Slightly exaggerated , but a population crash nevertheless

The Guardian paints a bleak picture of a former Eastern German town, where the population crash has sank the place into a “demographic abyss”: with no children, tons of old people, abandoned buildings and packs of wolves.  Wow, that sounds like the ideal setting for a Cormac McCarthy and P.D. James collaboration.

The more educated and mobile women moved out, and the men just kind of regressed, Russian-style.

Under communism, East ­German women worked more, and were ­often better educated, than the more conservative western hausfrau. But when their jobs disappeared in the early 90s, hundreds of thousands of them, encouraged by their ­mothers, took their school diplomas and CVs and headed west to cities such as ­Heidelberg. The boys, however, seeing their fathers out of work, often just gave up. In adulthood, they form a rump of ill-educated, alienated, ­often unemployable men, most of them ­unattractive mates – a further factor in the departure of young women.

Just like Japan, the problem becomes catastrophic in the second generation, when the pool of available women to have children dwindles, leading to even lower fertility.  Especially if both genders are just as indifferent to the existence of children (social policies are moving in the right direction, but are they moving fast enough?).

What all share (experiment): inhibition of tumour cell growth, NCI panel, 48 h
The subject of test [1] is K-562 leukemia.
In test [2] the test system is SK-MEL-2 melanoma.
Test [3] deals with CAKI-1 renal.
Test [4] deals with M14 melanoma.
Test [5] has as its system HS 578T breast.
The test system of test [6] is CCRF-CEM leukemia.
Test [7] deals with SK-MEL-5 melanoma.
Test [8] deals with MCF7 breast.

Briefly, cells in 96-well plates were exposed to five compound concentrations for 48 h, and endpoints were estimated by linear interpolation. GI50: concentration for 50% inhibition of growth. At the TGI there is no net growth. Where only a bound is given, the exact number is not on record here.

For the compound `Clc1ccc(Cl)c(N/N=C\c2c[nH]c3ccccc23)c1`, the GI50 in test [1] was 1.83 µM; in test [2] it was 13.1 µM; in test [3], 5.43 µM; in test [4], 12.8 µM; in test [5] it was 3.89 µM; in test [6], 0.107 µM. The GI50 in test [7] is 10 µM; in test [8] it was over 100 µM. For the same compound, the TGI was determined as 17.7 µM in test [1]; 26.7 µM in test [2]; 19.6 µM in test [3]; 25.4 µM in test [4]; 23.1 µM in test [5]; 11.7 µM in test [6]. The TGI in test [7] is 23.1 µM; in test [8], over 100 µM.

“Today, 48% of German men under 40 agree that you can have a happy life without children. When their fathers were asked the same question at the same age, only 15% agreed,” says Europe’s top demographer.

The report gets spooked by its own doom at this point, and suggest we consider this as Europe’s future.

About a million homes have been abandoned, and the ­government is demolishing them as fast as it can. Left ­behind are “perforated ­cities”, with huge random chunks of ­wasteland. Europe hasn’t seen ­cityscapes like this since the bombing of the second world war.

What now?

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